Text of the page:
The history of the monopoly electrical system dates back to the 1880s. After only a decade of small lighting systems providing electricity in every city in the nation, big bankers and oil tycoons, such as J. Pierpont Morgan, John D. Rockefeller, and George Westinghouse snatched up all the small electrical providers to consolidate all electrical providers and exert corporate control over the energy system. Morgan set out on a quest to establish only one utility that would be owned by him. These robber barons established an empire and monopolized lighting, power, and trolley systems. Shortly after, grassroots communities revolted, and established their own municipal systems to produce power under public control, excluding monopolies. As soon as 1895, Detroit established its own municipally owned utility (muni). Rates shot down, and soon a number of cities established their own muni. By 1912, a total of 1,737 publicly owned utilities had formed, compared to 3,659 monopoly private utilities. However, Samual Insull created a third model, a public-private combination. Insull formed the National Electrical Association, which would become the business model of modern times. This public-private model publicly regulated all privately owned monopolies, while protecting each company’s territory, thus guaranteeing a return on investment. This model established the current electric regulatory commissions that are controlled by monopoly capitalists. By 1921, almost every state formed a utility regulatory commission. By the 1920s, Insull and 15 other monopoly capitalists owned 85% of the nation’s electricity supply.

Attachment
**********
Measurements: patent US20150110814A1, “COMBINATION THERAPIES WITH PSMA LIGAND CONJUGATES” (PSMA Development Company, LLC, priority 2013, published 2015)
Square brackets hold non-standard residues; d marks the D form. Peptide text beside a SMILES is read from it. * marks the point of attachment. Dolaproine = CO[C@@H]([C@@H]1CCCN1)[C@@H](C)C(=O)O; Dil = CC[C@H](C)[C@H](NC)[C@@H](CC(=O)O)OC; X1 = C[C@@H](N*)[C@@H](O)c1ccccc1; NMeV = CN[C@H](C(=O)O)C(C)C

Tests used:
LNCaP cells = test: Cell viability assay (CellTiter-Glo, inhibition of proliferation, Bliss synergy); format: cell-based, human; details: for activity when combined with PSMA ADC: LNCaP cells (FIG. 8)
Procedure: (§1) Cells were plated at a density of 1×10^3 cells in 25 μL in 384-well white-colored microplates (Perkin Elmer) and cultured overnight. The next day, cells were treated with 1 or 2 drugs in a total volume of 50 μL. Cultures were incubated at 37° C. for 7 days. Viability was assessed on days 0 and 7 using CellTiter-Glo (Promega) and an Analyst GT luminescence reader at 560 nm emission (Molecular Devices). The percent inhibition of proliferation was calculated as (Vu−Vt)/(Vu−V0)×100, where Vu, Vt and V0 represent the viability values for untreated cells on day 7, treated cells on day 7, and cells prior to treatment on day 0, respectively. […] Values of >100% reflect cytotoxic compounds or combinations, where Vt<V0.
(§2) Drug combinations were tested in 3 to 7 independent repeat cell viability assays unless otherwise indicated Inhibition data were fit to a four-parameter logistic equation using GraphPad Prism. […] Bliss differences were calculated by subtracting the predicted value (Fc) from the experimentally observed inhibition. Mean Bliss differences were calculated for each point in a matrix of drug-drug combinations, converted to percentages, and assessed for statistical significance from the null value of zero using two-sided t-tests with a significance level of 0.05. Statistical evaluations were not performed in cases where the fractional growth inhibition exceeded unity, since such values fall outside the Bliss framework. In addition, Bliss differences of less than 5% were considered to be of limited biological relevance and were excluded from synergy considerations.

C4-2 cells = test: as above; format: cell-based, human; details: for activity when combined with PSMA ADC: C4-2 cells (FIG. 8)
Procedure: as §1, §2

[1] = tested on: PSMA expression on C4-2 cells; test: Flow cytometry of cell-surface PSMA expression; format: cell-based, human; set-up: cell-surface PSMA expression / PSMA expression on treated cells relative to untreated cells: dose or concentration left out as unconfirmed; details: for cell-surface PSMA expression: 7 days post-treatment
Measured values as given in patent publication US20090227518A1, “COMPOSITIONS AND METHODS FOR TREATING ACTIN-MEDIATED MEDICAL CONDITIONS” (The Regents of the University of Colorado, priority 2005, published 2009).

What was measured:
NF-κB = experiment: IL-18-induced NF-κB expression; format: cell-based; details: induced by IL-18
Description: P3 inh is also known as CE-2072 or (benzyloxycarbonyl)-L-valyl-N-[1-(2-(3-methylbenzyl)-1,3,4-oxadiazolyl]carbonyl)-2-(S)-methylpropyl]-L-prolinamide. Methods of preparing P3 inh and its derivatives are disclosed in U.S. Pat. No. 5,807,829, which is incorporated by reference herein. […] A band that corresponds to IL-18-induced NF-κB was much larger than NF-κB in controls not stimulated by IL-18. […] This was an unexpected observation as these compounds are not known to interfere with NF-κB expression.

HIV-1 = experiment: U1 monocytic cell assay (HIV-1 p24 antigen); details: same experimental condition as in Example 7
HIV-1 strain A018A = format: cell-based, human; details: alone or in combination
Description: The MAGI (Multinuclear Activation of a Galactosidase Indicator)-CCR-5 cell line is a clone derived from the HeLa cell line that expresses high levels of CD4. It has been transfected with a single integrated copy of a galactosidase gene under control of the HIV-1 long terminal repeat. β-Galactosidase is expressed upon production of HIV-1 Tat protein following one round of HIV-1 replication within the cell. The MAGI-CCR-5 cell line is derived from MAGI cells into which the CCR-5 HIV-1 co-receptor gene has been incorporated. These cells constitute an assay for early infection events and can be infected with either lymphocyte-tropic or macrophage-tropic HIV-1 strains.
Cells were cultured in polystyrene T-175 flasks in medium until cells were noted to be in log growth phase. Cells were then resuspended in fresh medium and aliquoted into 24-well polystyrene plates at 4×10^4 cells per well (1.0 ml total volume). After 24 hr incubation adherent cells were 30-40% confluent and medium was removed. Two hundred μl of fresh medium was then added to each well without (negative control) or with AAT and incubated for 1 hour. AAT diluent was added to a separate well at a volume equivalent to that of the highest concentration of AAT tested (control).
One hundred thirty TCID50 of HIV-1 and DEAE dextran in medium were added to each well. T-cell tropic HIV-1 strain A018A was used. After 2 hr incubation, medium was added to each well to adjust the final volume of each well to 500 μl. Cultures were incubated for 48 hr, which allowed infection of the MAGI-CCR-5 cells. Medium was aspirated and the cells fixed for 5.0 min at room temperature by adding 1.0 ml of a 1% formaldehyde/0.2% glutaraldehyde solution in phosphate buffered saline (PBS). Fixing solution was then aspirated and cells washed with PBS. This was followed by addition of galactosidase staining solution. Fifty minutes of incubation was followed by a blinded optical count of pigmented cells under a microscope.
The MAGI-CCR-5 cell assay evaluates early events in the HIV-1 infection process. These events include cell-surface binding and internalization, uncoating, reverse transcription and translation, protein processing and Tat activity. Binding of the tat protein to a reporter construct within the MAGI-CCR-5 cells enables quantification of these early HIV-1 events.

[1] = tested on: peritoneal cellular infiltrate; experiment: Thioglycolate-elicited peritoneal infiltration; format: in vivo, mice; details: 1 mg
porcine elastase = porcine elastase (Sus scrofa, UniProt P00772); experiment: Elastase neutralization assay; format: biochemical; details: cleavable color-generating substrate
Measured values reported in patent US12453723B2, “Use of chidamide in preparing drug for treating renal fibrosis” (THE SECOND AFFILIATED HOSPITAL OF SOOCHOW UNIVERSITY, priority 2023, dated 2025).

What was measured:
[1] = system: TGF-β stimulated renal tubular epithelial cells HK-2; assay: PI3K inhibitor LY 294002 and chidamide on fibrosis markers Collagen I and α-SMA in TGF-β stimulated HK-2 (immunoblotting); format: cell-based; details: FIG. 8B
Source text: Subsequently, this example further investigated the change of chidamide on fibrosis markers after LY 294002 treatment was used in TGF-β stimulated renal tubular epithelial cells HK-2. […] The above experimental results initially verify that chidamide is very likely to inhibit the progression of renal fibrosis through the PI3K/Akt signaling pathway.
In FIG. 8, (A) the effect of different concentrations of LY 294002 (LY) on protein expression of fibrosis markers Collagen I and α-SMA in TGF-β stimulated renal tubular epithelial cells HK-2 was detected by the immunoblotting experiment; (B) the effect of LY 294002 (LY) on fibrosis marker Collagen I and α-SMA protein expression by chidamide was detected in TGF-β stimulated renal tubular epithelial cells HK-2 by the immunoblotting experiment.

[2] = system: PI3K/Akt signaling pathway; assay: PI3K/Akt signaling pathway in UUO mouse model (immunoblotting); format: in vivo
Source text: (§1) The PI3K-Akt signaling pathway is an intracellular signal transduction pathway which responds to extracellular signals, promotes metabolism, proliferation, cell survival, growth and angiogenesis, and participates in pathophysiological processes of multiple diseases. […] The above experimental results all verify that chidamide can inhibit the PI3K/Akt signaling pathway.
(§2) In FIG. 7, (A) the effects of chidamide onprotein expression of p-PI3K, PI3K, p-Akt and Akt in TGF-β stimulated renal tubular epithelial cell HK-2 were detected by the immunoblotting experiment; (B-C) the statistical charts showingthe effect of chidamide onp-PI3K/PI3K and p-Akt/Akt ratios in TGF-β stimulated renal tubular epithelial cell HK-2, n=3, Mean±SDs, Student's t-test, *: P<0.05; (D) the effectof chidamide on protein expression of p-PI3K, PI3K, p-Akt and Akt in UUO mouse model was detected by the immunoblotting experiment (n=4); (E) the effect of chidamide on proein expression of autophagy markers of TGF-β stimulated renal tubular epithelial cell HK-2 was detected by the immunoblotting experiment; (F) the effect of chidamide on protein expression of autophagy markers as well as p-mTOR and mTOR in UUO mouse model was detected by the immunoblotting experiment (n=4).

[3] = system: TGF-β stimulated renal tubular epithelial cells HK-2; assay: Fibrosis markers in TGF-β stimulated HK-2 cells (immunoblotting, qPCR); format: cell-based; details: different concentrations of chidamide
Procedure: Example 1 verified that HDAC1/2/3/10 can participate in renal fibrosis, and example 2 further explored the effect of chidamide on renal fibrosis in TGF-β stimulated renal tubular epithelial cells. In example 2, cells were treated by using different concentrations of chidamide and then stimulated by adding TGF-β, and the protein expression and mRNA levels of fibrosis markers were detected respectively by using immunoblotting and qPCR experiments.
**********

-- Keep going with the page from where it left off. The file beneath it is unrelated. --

During the early 1930s at the advent of the Great Depression, eight of the largest utility companies owned 73% of the investor-owned utilities. Government stepped in and passed the Public Utilities Holding Company Act (PUHCA) in 1935 to address the imbalance in the energy market. As the first attempt at regulation of the energy industry, PUHCA’s goal was to prohibit companies from recovering their expenses twice by allowing ratepayers to pay only the share of common service expenses and prohibiting utilities from artificially raising rates. Through PUHCA, companies divested billions of dollars in assets, and the number holding companies drastically lowered.
Today, Public Utilities Commissions (PUCs) have been established to regulate monopoly utilities. However, utilities continue to enjoy profits by a faulty design. In 1865, the Supreme Court laid out a “regulatory compact” where PUCs determine how much a utility is allowed to invest, how much it can charge, and what the profit margin can be. In exchange, utilities are allowed exclusive rights to sell electricity in a given area. Utilities are allowed a “rate of return” on their assets that drives profits. This rate of return model is still used today and incentivizes unnecessary investments, while deprioritizing good services, environmental outcomes, and benefits to communities. As of July 2019, the largest electric utilities in the nation have a market value of $64.9 billion. This list of most profitable electric utilities includes: NextEra Energy (ranked 1), Duke Energy (ranked 2), Exelon (ranked 5), Xcel Energy (ranked 8), and Pacific Gas & Electric (ranked 10).